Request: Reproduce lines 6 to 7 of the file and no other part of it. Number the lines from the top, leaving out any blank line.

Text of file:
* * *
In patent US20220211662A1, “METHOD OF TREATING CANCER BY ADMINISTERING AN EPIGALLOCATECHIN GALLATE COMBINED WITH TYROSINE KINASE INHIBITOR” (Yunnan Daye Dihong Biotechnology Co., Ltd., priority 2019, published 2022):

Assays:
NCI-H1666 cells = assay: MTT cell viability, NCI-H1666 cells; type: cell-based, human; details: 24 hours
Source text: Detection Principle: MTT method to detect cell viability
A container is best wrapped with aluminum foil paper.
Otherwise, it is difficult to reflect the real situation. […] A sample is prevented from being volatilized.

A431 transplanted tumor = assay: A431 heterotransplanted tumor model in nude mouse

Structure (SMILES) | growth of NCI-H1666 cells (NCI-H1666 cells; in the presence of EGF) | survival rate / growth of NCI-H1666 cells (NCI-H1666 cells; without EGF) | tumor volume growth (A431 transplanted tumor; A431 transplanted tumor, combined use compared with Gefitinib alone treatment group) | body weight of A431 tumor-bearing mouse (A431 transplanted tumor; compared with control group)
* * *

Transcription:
Otherwise, it is difficult to reflect the real situation. […] A sample is prevented from being volatilized.

A431 transplanted tumor = assay: A431 heterotransplanted tumor model in nude mouse